I left a school I loved, colleagues I loved, and kids I loved because of the principal. She kept asking me to do more. (If you’ve ever had to take over the yearbook halfway through the year with a brand new software and no photography or graphics skills, I feel your pain.) Bottom line: school leaders can make or break it for teachers. Many leave a school, district, or the profession altogether because of a toxic school culture and unsupportive or overbearing admin. This year the stakes are even higher. Teachers worry about their health and safety. Many don’t feel seen or heard. Here is what teachers need you to know, principals, but feel like they can’t say.
Stop emailing optional professional development opportunities
There is nothing more maddening to teachers right now than “optional” professional development. Sure, you might have good intentions (after all, no teacher has had enough training to prepare them for the insanity that is teaching in 2020). But when you bombard teachers with invites to webinars, PD in pajamas, and virtual weekend conferences, you send the message that what teachers are already doing isn’t enough. You put teachers in an uncomfortable position when you “suggest” that they work (yes, PD is work) outside of their contract hours (for free). Many teachers are working unpaid overtime. So next time you find out about a virtual training, don’t forward it (unless it’s required and teachers are compensated for their time.)
Stop telling us that “we will all get through this together”
At the end of the day, teachers are on their own. The principal isn’t in the classroom or Zoom room. A teacher’s workload is so outrageous because it’s all on the teacher. Some of us are lucky to have grade-level teams that plan together and divide up the work , but not all of us. I’ve never had a principal help me figure out how to set up a brand new learning management system that I didn’t have access to until two days before school started. “We are all in this together” might look good on a school website or Facebook page. The sentiment is nice, but the truth is, teachers are not getting through this. They are barely surviving. Many of them feel isolated, alone, and overworked.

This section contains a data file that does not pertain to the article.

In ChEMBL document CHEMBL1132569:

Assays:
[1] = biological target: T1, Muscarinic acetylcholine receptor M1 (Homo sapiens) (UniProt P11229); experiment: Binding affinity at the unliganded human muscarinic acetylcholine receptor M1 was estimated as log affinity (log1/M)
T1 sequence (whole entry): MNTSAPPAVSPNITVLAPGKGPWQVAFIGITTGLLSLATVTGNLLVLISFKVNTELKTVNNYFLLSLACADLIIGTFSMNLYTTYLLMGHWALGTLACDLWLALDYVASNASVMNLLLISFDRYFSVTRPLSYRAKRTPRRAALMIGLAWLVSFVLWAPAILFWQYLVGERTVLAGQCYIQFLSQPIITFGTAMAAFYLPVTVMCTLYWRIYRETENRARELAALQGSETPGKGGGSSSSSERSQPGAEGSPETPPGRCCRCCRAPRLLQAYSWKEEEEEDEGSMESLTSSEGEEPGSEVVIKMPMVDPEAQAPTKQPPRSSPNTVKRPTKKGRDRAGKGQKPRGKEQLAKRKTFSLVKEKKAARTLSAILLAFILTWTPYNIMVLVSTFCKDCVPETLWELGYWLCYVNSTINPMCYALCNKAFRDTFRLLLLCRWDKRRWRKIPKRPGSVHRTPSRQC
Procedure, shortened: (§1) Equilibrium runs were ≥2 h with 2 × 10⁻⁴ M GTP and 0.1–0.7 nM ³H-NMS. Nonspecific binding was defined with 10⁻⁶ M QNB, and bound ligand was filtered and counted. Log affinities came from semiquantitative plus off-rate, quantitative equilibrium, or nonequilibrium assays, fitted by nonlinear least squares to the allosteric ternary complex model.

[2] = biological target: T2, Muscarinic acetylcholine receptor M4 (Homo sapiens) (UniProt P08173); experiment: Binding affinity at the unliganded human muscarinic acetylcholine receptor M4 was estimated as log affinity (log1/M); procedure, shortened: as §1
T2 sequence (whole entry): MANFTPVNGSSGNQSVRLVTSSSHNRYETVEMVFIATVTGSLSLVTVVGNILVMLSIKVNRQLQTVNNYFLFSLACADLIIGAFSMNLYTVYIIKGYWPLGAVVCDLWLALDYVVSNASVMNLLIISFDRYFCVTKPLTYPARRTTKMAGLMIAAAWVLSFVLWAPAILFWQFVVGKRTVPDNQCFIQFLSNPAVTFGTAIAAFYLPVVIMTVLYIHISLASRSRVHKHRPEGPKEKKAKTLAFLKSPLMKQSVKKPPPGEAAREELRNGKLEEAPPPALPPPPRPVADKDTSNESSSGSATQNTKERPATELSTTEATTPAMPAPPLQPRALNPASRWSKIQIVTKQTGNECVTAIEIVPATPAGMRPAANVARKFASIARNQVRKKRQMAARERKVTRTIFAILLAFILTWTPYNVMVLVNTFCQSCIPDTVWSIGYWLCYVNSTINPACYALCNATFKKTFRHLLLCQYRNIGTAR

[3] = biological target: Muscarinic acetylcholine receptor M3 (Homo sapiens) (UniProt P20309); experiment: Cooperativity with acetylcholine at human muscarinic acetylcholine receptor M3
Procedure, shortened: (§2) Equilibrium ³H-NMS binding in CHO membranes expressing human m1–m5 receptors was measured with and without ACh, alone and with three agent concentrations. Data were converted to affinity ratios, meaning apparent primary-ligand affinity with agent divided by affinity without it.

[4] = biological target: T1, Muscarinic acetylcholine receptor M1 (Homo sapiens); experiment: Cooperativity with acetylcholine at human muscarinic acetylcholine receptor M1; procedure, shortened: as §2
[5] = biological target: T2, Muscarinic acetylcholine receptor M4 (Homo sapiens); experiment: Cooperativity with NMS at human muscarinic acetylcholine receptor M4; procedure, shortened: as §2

Stop unnecessary meetings during prep periods
When I first started teaching, I was shocked that my prep period rarely happened. This is why so many teachers end up working at night and on the weekends. An extra meeting comes up. There is a last-minute training. You are asked to cover for another teacher, and on and on. If there’s an emergency, of course you’ll jump in. But many teachers wish admin wouldn’t schedule meetings during prep (it’s sacred).
Start including us in the discussion before decisions are made
There is nothing more frustrating than getting a new curriculum (that you don’t think is the right fit for your kids) and no one asked for your opinion or feedback. I always appreciated it when my principal asked us to help her make a decision that was going to affect our day-to-day, not hers. This year teachers feel left out in the dark. Some schools chose virtual platforms without asking for teachers’ input. Now teachers are scrambling to quickly “make it work.” Many plans around school schedules and re-opening phases were made without teacher input. Or when teachers did speak up, they weren’t given clear or transparent answers (or any answers at all).
Start supporting us instead of evaluating us
Most principals are not teaching students during a global pandemic. Kudos to the principals who say, “I am no expert here, and I am trying to figure this out too. This is really hard.” Let’s shove the school hierarchy aside and accept that when it comes to teaching and working in education in 2020, everyone is on a level playing field. If there was ever a time to be humble, own our vulnerability, and give grace, now is it.
Start showing us rather than telling us that you appreciate all we do
It’s really nice when principals thank teachers. It’s also nice when principals bring bagels and coffee for a faculty meeting or “just because.” It’s even nicer when principals make time (we know you are busy and overworked too) to check in or just to chat. The nicest thing: a principal who sees, hears, and values us. It’s incredibly hard for teachers to hear, “you are the best” and “no one works harder than you” only after they’ve agreed to take on more. When teachers ask questions about health and safety and instead get an email that calls them “superheroes,” it’s heartbreaking. If there is one thing that a principal could do for teachers this year, it is to show you care in what you do, not just what you say.
Principals, we need you. We know that you have the state and district pushing their agenda. We know parents are pushing you in all directions. We know your plates are so full this year, and you’ve never done this before either. Show us your vulnerability. Listen to us. Advocate for us. When we know you have our backs, and you are transparent and straight up with us, we trust that you are making decisions with us in mind. When you do this, we stay, and not just for the kids, but because we want to. Sometimes because of you.
Teachers, what do you want to say to your principal? Come share in our WeAreTeachers HELPLINE group on Facebook.